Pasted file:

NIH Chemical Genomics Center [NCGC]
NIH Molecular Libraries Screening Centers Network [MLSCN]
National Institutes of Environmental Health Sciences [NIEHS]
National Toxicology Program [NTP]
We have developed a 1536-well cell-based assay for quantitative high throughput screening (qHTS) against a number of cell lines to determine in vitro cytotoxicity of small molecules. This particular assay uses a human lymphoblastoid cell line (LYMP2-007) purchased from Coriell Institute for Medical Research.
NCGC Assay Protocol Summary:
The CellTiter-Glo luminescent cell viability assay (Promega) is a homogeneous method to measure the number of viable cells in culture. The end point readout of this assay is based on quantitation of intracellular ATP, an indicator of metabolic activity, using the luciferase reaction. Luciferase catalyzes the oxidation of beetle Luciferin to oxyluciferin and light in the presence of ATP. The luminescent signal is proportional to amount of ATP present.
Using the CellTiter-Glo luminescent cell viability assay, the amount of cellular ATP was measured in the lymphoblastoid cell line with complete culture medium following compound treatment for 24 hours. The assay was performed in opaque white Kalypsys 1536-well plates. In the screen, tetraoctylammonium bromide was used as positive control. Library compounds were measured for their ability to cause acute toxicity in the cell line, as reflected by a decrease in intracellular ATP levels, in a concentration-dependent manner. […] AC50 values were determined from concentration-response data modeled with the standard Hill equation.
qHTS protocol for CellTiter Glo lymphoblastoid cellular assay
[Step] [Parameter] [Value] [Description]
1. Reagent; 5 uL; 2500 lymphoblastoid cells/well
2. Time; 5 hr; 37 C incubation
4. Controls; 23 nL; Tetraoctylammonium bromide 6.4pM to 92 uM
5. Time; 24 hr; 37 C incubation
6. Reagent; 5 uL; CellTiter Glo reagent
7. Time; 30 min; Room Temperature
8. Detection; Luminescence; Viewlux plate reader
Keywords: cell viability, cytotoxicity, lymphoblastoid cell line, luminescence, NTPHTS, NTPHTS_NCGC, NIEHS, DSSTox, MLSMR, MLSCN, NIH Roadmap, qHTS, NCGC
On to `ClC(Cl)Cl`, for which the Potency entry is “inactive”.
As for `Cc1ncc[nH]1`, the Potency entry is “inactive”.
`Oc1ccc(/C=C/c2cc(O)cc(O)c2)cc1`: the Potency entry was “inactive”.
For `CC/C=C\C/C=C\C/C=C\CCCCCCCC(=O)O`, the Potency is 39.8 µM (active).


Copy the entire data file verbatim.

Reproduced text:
NIH Chemical Genomics Center [NCGC]
NIH Molecular Libraries Screening Centers Network [MLSCN]
National Institutes of Environmental Health Sciences [NIEHS]
National Toxicology Program [NTP]
We have developed a 1536-well cell-based assay for quantitative high throughput screening (qHTS) against a number of cell lines to determine in vitro cytotoxicity of small molecules. This particular assay uses a human lymphoblastoid cell line (LYMP2-007) purchased from Coriell Institute for Medical Research.
NCGC Assay Protocol Summary:
The CellTiter-Glo luminescent cell viability assay (Promega) is a homogeneous method to measure the number of viable cells in culture. The end point readout of this assay is based on quantitation of intracellular ATP, an indicator of metabolic activity, using the luciferase reaction. Luciferase catalyzes the oxidation of beetle Luciferin to oxyluciferin and light in the presence of ATP. The luminescent signal is proportional to amount of ATP present.
Using the CellTiter-Glo luminescent cell viability assay, the amount of cellular ATP was measured in the lymphoblastoid cell line with complete culture medium following compound treatment for 24 hours. The assay was performed in opaque white Kalypsys 1536-well plates. In the screen, tetraoctylammonium bromide was used as positive control. Library compounds were measured for their ability to cause acute toxicity in the cell line, as reflected by a decrease in intracellular ATP levels, in a concentration-dependent manner. […] AC50 values were determined from concentration-response data modeled with the standard Hill equation.
qHTS protocol for CellTiter Glo lymphoblastoid cellular assay
[Step] [Parameter] [Value] [Description]
1. Reagent; 5 uL; 2500 lymphoblastoid cells/well
2. Time; 5 hr; 37 C incubation
4. Controls; 23 nL; Tetraoctylammonium bromide 6.4pM to 92 uM
5. Time; 24 hr; 37 C incubation
6. Reagent; 5 uL; CellTiter Glo reagent
7. Time; 30 min; Room Temperature
8. Detection; Luminescence; Viewlux plate reader
Keywords: cell viability, cytotoxicity, lymphoblastoid cell line, luminescence, NTPHTS, NTPHTS_NCGC, NIEHS, DSSTox, MLSMR, MLSCN, NIH Roadmap, qHTS, NCGC
On to `ClC(Cl)Cl`, for which the Potency entry is “inactive”.
As for `Cc1ncc[nH]1`, the Potency entry is “inactive”.
`Oc1ccc(/C=C/c2cc(O)cc(O)c2)cc1`: the Potency entry was “inactive”.
For `CC/C=C\C/C=C\C/C=C\CCCCCCCC(=O)O`, the Potency is 39.8 µM (active).